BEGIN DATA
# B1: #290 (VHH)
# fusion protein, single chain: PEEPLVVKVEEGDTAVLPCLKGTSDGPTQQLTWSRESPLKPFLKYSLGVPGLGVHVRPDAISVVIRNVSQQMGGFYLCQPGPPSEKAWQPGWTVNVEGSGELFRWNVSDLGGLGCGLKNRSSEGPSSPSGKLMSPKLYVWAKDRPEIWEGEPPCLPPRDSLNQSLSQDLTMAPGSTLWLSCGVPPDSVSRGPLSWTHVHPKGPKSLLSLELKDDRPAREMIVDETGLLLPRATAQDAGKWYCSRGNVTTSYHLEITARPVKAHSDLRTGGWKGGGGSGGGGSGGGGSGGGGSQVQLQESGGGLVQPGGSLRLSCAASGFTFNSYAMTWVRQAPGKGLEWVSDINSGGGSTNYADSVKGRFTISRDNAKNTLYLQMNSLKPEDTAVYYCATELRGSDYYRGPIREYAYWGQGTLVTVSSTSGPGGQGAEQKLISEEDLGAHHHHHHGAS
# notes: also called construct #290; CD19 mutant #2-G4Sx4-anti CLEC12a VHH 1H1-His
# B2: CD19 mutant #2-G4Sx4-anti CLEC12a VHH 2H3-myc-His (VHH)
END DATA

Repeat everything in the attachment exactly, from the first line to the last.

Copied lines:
# B1: #290 (VHH)
# fusion protein, single chain: PEEPLVVKVEEGDTAVLPCLKGTSDGPTQQLTWSRESPLKPFLKYSLGVPGLGVHVRPDAISVVIRNVSQQMGGFYLCQPGPPSEKAWQPGWTVNVEGSGELFRWNVSDLGGLGCGLKNRSSEGPSSPSGKLMSPKLYVWAKDRPEIWEGEPPCLPPRDSLNQSLSQDLTMAPGSTLWLSCGVPPDSVSRGPLSWTHVHPKGPKSLLSLELKDDRPAREMIVDETGLLLPRATAQDAGKWYCSRGNVTTSYHLEITARPVKAHSDLRTGGWKGGGGSGGGGSGGGGSGGGGSQVQLQESGGGLVQPGGSLRLSCAASGFTFNSYAMTWVRQAPGKGLEWVSDINSGGGSTNYADSVKGRFTISRDNAKNTLYLQMNSLKPEDTAVYYCATELRGSDYYRGPIREYAYWGQGTLVTVSSTSGPGGQGAEQKLISEEDLGAHHHHHHGAS
# notes: also called construct #290; CD19 mutant #2-G4Sx4-anti CLEC12a VHH 1H1-His
# B2: CD19 mutant #2-G4Sx4-anti CLEC12a VHH 2H3-myc-His (VHH)